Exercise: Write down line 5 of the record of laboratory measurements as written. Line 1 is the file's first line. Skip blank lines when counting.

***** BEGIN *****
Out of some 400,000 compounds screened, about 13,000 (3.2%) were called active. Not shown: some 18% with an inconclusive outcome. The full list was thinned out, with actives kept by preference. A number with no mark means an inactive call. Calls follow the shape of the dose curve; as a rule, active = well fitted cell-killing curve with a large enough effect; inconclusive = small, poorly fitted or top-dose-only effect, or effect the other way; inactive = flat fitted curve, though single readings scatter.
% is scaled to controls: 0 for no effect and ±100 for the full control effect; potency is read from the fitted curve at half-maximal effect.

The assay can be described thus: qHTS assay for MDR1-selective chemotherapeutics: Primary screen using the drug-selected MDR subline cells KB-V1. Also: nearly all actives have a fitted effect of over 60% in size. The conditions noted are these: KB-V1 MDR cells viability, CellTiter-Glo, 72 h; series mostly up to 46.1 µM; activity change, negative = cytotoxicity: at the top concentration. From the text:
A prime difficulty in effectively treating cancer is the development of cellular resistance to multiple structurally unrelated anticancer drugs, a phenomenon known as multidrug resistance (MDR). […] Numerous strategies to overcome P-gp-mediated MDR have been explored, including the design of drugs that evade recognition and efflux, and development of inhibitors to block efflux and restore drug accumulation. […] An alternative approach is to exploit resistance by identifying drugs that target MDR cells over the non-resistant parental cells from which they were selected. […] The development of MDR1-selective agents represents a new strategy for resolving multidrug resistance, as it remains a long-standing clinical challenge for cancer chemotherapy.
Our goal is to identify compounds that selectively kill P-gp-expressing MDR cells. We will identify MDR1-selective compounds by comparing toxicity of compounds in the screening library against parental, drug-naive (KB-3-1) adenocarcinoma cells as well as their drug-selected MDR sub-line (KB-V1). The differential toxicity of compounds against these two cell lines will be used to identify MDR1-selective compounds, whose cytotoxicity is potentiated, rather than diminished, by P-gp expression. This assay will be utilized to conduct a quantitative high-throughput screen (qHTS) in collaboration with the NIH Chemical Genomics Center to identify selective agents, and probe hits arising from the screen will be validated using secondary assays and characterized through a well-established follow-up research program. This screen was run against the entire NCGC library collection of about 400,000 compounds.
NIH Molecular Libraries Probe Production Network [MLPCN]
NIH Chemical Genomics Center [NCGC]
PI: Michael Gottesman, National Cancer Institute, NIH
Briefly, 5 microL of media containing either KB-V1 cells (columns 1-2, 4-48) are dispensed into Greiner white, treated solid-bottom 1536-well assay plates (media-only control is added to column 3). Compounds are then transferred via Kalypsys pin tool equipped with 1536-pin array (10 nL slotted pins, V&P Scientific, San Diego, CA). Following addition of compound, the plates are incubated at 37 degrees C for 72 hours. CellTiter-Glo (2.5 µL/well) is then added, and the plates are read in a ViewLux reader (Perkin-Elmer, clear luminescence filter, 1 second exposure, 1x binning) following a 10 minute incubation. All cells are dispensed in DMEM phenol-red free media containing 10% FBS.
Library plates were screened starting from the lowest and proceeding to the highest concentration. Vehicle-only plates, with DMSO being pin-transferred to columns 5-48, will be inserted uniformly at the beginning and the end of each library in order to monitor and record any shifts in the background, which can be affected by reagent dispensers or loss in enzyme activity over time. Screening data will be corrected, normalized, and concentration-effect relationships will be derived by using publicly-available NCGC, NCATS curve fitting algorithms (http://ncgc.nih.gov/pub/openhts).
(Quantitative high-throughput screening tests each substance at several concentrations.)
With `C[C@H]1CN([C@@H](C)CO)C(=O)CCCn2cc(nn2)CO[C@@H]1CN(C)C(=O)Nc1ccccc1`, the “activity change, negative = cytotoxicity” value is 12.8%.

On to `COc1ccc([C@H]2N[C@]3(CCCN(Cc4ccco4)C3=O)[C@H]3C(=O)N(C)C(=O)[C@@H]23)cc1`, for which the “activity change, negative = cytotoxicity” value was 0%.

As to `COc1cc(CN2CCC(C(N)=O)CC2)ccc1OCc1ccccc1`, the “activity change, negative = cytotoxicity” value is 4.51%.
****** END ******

Our goal is to identify compounds that selectively kill P-gp-expressing MDR cells. We will identify MDR1-selective compounds by comparing toxicity of compounds in the screening library against parental, drug-naive (KB-3-1) adenocarcinoma cells as well as their drug-selected MDR sub-line (KB-V1). The differential toxicity of compounds against these two cell lines will be used to identify MDR1-selective compounds, whose cytotoxicity is potentiated, rather than diminished, by P-gp expression. This assay will be utilized to conduct a quantitative high-throughput screen (qHTS) in collaboration with the NIH Chemical Genomics Center to identify selective agents, and probe hits arising from the screen will be validated using secondary assays and characterized through a well-established follow-up research program. This screen was run against the entire NCGC library collection of about 400,000 compounds.